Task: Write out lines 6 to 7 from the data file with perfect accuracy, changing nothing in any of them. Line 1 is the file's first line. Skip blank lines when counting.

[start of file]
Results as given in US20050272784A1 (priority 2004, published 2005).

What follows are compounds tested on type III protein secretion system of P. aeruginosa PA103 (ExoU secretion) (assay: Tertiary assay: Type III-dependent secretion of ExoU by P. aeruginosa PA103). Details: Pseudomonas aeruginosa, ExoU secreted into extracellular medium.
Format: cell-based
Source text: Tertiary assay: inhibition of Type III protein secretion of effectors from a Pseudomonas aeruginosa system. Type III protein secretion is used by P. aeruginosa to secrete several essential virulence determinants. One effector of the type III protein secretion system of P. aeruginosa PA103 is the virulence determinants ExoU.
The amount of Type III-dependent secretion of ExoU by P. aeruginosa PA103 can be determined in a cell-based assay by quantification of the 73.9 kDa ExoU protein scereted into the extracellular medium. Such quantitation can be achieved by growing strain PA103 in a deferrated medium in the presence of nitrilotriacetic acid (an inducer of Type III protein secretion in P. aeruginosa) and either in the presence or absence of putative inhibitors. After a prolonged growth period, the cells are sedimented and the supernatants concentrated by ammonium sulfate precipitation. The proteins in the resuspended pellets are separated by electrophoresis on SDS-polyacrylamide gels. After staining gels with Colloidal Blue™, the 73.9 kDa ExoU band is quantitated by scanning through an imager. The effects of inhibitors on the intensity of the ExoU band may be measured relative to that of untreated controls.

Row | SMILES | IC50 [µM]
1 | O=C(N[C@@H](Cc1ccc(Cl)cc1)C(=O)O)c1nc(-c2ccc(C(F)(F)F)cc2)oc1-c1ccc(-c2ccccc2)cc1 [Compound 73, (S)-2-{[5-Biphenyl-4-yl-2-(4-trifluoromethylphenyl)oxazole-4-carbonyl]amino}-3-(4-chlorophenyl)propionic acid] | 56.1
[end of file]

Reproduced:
Row | SMILES | IC50 [µM]
1 | O=C(N[C@@H](Cc1ccc(Cl)cc1)C(=O)O)c1nc(-c2ccc(C(F)(F)F)cc2)oc1-c1ccc(-c2ccccc2)cc1 [Compound 73, (S)-2-{[5-Biphenyl-4-yl-2-(4-trifluoromethylphenyl)oxazole-4-carbonyl]amino}-3-(4-chlorophenyl)propionic acid] | 56.1